Girl Meets Shark

The Grey Nurse Shark

I am lucky enough to call the sunny coastal town of Forster, home. I consider it paradise on earth. I love the crisp mornings on the beach with my dog, the peaceful afternoons on my property with my horses. I love the buzz during summer when we get visitors from far and wide enjoying our world-class beaches and incredible lake system. And of course, I live for the quiet times either side of the busy season when the weather is lovely, and the town is back to her normal self.

One of my earliest memories is of snorkelling with my dad at Latitude Rock off the front of the Cape Hawke headland. I remember looking at the fish, kelp, turtles and rays and feeling so at home – like an actual mermaid. It was during this snorkel that I saw my first Grey Nurse Shark.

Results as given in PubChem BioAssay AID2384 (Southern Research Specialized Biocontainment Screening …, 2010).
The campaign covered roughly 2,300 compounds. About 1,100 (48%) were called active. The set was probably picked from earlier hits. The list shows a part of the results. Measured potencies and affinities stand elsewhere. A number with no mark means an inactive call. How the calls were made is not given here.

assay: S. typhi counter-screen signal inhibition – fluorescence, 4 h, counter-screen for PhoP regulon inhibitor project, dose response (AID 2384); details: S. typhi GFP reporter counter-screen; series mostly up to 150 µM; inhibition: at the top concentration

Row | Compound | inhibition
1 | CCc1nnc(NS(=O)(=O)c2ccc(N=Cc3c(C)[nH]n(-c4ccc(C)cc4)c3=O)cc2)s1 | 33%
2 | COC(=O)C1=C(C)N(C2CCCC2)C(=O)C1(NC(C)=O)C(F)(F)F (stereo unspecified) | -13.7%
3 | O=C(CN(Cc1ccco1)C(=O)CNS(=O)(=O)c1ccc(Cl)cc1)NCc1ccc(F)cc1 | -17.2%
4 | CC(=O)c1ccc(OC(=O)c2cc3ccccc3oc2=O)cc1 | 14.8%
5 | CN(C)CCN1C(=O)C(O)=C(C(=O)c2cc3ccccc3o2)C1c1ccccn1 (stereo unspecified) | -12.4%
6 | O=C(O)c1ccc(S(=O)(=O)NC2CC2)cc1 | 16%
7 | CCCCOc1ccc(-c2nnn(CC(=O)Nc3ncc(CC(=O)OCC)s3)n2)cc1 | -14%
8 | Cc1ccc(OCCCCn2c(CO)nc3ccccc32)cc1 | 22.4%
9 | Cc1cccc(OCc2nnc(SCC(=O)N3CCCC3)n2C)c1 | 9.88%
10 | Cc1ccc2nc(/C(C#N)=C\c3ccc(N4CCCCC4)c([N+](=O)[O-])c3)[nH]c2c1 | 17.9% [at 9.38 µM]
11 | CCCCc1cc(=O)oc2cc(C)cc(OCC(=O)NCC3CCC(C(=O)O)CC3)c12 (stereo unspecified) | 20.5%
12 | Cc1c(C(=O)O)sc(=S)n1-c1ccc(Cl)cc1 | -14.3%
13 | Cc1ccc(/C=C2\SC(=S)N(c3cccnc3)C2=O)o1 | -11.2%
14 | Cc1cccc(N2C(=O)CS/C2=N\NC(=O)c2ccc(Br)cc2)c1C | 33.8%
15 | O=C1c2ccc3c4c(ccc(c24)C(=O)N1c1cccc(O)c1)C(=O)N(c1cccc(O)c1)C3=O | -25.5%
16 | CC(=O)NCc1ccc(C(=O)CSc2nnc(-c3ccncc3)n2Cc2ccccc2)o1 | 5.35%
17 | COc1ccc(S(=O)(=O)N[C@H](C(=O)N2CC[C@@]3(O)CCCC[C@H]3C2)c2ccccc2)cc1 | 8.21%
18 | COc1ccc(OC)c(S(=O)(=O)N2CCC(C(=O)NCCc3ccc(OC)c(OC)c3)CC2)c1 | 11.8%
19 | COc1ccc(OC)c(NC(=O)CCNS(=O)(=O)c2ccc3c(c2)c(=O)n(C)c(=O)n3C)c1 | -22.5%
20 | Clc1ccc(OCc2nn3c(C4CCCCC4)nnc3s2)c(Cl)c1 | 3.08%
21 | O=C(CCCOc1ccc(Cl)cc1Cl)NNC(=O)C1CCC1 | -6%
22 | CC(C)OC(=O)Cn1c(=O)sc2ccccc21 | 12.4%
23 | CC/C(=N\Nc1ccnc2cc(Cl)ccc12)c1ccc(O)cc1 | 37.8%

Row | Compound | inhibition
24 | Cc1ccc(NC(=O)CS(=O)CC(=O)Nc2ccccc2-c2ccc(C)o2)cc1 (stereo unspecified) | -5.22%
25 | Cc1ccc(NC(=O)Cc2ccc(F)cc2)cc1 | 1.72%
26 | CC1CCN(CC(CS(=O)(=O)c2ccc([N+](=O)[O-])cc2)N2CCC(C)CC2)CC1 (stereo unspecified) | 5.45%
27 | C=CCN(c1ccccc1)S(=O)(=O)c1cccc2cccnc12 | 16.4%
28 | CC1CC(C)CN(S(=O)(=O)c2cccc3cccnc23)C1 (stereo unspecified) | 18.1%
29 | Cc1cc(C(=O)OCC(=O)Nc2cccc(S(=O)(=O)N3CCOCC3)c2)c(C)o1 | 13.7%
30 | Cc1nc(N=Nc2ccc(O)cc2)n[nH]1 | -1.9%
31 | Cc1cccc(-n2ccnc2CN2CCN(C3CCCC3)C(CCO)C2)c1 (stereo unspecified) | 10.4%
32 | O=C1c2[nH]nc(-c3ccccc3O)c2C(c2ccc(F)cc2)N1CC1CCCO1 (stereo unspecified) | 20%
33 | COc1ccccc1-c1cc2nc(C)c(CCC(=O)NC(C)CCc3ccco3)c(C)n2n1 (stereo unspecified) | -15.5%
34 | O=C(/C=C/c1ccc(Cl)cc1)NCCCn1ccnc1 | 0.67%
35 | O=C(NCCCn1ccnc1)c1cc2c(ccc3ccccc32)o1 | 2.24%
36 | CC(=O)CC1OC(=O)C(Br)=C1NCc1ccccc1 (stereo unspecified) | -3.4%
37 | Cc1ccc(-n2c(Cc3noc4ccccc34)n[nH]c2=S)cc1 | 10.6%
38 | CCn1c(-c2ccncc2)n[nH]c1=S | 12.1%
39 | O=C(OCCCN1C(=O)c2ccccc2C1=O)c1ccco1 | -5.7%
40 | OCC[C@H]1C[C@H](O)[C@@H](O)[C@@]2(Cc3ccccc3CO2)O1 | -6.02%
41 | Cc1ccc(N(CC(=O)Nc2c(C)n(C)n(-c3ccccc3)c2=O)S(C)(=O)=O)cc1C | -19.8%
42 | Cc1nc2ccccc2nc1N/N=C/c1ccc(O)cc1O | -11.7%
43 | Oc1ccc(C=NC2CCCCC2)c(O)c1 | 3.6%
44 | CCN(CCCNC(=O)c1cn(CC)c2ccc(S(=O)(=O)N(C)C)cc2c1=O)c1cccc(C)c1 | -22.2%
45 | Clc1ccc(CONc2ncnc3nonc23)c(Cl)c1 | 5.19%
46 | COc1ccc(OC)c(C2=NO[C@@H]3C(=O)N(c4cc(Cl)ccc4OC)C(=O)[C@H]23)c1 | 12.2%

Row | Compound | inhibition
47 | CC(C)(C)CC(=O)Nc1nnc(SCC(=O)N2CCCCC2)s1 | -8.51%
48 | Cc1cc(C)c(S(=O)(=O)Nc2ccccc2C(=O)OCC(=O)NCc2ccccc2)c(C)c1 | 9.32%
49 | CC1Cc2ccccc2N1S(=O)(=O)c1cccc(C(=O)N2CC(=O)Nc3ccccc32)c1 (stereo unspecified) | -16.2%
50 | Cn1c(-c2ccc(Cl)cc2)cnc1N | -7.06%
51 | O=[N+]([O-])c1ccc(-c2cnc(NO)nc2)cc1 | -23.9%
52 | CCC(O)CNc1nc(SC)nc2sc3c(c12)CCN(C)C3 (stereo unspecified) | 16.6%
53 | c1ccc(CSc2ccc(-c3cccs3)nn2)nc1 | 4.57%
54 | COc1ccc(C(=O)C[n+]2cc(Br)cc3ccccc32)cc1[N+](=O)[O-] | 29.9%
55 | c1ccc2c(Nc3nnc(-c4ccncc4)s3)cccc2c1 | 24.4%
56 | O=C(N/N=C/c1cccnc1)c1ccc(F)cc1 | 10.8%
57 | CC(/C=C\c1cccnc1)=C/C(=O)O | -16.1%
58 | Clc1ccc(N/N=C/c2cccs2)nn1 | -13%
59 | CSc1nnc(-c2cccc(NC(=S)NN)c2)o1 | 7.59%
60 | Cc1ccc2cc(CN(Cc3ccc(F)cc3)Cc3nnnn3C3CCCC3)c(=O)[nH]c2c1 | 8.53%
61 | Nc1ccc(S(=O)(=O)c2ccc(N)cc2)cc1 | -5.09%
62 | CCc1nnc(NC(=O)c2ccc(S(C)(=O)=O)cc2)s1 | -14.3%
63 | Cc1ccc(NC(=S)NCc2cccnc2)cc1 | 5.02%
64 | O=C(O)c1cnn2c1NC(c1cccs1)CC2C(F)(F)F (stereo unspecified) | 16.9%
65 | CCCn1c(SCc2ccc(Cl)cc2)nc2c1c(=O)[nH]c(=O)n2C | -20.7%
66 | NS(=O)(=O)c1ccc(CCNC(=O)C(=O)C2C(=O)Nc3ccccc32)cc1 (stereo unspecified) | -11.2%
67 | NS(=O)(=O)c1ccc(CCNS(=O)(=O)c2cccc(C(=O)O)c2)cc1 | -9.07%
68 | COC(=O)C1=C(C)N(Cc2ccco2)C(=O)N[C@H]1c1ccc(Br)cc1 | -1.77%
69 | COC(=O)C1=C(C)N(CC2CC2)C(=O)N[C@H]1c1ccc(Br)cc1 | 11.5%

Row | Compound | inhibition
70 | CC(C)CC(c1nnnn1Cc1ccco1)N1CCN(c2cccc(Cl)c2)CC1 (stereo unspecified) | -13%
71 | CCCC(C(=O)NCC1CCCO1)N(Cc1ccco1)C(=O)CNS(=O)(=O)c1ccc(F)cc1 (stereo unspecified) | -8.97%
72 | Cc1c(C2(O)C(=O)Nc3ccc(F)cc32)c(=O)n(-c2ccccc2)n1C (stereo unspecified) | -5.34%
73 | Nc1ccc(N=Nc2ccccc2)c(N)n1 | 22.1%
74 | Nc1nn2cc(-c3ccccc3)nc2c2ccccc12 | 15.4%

One of our coast’s most vulnerable residents

They were difficult to see from the surface – their backs are a dark bronze-grey colour and they prefer hanging down low near the bottom. At the time they just looked like slow moving shapes. It dawned on six-year-old me that there was no need to fear these sharks – they were placid, relaxed and posed absolutely no threat to the humans snorkelling above them. I was in love!

Grey Nurse Shark at Latitude Rock, note fishing line in mouth

After this snorkel, my dad, who has always been a passionate conservationist, told me about the Grey Nurse Shark and how they were heading toward extinction. Even at the age of six, this news awakened my inner conservationist and I wrote a letter to Parliament, entitled ‘Bob Carr – Please Save Our Grey Nurse Shark.’

These sharks have an embattled history. In the 1960s they were observed to aggregate at around 60 different sites along the east coast of Australia. Some 40 years later, in a subsequent survey conducted by NSW Dive Centres and clubs, the sharks were present at less than a quarter of the previously observed aggregating breeding grounds.

For those of us who love and appreciate the Grey Nurse, it’s devastating to realise that this particular species has experienced such a catastrophic decline in their population.